How does Isabel's viewpoint differentiate between freedom and liberty in Chains, according to Mr. Lockton's explanation?

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An essay that differentiates Isabel’s and Lockton’s perspectives on freedom and liberty in Chains could contrast the hypocrisy of Lockton with the generosity of Isabel. When Isabel acquires freedom, she doesn’t abandon the people she cares about. Instead, she tries to help them gain liberty as well.

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Consider starting the essay by explaining the context of the Elihu Lockton quote. He is addressing Bellingham, who is investigating the accusation that Lockton is on the side of England.

Bellingham asks Lockton if he has come to fight those who “strive for freedom and liberty.”

Lockton quips, “Freedom and liberty has many meanings.” He then asks if he’s “free” to go home. He wonders if he should be “at liberty” from the committee’s investigation.

An essay might note the irony of Lockton’s predicament. While Lockton complains that Bellingham is infringing upon his freedom and liberty (with quite a bit of justification; he is on the side of the British), Isabel could complain that Lockton and his wife are infringing upon her and her sister's own freedom and liberty (without any justification; they should be free). From Isabel’s point of view, Lockton would probably come off as a hypocrite. Sure, he cares about freedom and liberty when it pertains to him, but not freedom and liberty as it relates to Isabel and her sister.

An essay might also note how freedom and liberty is not linked to one country or ideology for Isabel. For Isabel, freedom and liberty is synonymous with individual survival. If she has to be on the side of the British to gain freedom, she'll try that. If she has to be a spy for America to achieve freedom, she’ll do that too.

Isabel’s shifting allegiances undercut Lockton’s and Bellingham’s idea that one country has a monopoly over freedom and liberty. If America is on the side of freedom and liberty, it shouldn’t be enslaving millions upon millions of people. If England is on the side of liberty and freedom, then its champions shouldn’t be keeping slaves either.

In a sense, Isabel represents the personal, specific complexities of freedom and liberty. She shows that these words truly mean different things to different people—especially among people with different skin colors.

Finally, an essay on Isabel’s point of view on freedom and liberty might note how freedom and liberty comes with obligations. Once Isabel can pass herself off as a free, she doesn’t abandon the people she cares about. She recuses Curzon from jail and then she goes to find her little sister. Unlike Lockton, Isabel seems to believe that if someone has freedom and liberty, they should use it to try and give others freedom and liberty as well.

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In Chains, Lockton says, “Freedom and liberty have many meanings.” Consider Lockton’s explanation of the two words and write an essay that differentiates freedom and liberty from Isabel’s point of view.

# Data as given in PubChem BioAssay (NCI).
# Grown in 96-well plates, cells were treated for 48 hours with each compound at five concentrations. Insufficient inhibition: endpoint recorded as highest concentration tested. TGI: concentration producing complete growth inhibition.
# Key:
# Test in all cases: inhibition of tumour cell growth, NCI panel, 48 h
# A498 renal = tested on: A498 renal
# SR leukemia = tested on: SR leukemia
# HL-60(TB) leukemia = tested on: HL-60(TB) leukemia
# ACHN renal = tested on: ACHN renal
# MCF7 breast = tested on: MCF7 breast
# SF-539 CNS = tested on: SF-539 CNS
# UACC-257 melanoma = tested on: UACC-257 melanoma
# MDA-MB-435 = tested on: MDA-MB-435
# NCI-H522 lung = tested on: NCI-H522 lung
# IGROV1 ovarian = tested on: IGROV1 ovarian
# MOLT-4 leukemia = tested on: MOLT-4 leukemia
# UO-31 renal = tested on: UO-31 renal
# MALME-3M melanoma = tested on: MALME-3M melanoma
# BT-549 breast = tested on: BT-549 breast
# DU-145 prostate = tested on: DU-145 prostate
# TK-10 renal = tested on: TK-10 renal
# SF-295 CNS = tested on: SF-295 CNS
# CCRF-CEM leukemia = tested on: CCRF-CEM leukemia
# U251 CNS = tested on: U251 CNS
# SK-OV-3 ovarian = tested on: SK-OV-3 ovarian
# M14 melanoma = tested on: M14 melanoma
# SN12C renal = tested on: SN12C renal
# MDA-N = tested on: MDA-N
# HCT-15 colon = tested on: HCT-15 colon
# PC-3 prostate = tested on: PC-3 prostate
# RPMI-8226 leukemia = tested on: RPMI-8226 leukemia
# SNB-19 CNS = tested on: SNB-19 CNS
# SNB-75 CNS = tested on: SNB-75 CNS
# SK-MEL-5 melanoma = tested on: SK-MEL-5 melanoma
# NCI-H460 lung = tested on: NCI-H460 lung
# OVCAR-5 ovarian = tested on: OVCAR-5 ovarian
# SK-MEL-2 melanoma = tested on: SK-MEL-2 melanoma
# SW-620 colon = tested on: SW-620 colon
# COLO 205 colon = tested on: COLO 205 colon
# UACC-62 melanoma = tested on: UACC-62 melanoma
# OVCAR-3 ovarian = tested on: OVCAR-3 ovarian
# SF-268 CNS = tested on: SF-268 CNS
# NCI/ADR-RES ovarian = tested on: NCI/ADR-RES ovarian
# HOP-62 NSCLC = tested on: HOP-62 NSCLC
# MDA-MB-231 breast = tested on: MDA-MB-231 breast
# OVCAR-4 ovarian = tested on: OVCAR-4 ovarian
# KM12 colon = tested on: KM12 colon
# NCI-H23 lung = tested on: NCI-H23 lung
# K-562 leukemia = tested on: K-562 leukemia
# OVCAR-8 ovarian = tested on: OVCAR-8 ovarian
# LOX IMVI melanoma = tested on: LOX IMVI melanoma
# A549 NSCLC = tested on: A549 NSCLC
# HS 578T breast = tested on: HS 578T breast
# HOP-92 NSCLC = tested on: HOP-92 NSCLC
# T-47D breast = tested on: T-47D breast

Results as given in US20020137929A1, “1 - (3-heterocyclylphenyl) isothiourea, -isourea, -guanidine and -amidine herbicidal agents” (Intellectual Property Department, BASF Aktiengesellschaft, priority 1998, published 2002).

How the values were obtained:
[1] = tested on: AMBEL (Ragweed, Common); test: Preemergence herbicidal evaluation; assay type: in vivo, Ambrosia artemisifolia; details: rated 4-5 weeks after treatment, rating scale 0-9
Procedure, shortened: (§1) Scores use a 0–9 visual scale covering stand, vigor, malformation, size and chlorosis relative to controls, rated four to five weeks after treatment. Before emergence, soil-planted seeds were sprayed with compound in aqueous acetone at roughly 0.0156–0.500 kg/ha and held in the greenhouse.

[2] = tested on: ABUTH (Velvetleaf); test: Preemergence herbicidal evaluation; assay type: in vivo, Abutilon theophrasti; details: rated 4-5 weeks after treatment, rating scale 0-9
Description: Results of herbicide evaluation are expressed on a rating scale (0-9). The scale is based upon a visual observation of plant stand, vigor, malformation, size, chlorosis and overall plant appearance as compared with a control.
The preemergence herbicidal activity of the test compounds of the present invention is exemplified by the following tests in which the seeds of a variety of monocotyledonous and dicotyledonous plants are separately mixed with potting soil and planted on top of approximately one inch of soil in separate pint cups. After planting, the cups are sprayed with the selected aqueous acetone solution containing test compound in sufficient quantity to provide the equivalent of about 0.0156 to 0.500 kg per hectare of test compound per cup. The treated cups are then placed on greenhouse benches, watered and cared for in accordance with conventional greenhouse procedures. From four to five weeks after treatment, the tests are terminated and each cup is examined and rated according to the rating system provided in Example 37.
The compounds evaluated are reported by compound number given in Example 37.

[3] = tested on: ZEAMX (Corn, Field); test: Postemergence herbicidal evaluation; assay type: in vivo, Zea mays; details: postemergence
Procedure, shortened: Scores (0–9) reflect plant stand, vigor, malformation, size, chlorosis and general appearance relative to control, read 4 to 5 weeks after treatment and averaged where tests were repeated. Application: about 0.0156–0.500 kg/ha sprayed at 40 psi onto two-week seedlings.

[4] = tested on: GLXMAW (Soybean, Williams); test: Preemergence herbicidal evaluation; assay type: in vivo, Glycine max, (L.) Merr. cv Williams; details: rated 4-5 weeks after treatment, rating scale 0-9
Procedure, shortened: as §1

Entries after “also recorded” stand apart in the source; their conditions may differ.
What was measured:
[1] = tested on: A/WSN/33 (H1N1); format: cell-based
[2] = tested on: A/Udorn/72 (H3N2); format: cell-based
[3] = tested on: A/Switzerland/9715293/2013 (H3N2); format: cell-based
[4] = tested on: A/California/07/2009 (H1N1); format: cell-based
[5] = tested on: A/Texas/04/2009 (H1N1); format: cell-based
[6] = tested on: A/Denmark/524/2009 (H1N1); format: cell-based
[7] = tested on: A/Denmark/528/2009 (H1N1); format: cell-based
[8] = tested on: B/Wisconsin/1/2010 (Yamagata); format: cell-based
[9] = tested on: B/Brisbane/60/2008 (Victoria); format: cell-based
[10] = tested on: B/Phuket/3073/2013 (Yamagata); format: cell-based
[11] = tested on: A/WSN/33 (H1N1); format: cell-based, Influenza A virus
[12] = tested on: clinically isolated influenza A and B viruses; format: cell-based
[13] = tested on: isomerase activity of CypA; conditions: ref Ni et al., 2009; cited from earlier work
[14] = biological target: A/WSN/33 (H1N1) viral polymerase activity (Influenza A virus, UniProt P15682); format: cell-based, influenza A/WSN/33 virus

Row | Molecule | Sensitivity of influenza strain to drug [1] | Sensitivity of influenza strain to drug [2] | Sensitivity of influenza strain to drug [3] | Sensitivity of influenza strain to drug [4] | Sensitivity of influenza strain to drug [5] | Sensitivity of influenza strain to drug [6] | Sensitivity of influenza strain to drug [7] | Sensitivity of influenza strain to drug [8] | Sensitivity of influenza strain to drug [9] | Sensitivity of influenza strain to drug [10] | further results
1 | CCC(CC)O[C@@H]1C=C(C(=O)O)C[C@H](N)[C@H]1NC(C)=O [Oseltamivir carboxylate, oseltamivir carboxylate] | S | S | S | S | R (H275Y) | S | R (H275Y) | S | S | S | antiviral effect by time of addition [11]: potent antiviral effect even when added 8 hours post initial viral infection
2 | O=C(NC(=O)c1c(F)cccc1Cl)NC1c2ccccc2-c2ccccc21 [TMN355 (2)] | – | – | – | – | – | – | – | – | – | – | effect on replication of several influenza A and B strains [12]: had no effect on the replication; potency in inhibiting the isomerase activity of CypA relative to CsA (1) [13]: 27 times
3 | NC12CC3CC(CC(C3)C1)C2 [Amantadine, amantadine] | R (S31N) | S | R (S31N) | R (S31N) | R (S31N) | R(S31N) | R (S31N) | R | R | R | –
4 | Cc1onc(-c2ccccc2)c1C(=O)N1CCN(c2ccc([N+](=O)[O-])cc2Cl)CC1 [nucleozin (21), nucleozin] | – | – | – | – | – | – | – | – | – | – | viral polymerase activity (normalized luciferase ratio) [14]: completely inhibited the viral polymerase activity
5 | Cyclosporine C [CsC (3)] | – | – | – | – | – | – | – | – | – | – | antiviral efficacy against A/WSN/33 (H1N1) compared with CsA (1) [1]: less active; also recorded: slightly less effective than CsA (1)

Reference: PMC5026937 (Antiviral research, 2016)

The quote in question can be found in chapter 5 of Chains. Master Lockton says his freedom and liberty quote as a rebuttal to Bellingham's own usage of the two terms. Bellingham says that Lockton has come home to fight against the people that strive for freedom and liberty, and Lockton responds by stating that freedom and liberty have many meanings. As much as it pains me to admit it, Lockton is correct. That's what helps to make him such a great antagonist: he is smart.

One thing to consider for your essay is to explain to your reader how freedom and liberty mean different things. In present day society, the two terms are often used interchangeably; however, they do have different meanings, and Lockton and Bellingham would absolutely have known the difference between the two terms. In a broad generalization, freedom is the ability to do what you please when you want to do it. Liberty is freedom to do things that the laws of the time say you can do.

Knowing that difference could propel your essay into different directions. On one hand, Isabel doesn't have the freedoms and liberties that Lockton has. She can't because she's not treated as a human deserving human freedoms and liberties. Isabel is an object. She is a piece of property to be bought and sold; therefore, freedoms and liberties do not apply to her the way that they apply to Lockton. Isabel would obviously disagree, but the laws of the land would uphold that kind of reasoning.

On the other hand, Isabel does indeed have some of the same freedoms and liberties as Lockton and other members of society have. She is at liberty to go to the Tea Water Pump. Lockton has that same liberty. Lockton and Isabel are both free to leave New York (and Isabel does this near the novel's conclusion), but Isabel is not at liberty to do so. She would be breaking the law by becoming a runaway slave, so while Isabel does have freedom and liberty, the liberties that she is granted are far fewer than those given to Lockton.

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